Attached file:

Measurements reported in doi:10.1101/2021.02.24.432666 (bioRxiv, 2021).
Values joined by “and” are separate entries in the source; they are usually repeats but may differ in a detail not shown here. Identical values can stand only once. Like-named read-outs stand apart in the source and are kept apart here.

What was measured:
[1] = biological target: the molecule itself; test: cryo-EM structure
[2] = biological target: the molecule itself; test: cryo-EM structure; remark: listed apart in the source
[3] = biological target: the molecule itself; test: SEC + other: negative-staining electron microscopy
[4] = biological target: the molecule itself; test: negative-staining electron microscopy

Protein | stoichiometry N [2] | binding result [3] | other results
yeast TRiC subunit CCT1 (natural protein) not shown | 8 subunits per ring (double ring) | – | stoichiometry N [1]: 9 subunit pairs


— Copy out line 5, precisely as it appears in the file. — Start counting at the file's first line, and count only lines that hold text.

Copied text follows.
[2] = biological target: the molecule itself; test: cryo-EM structure; remark: listed apart in the source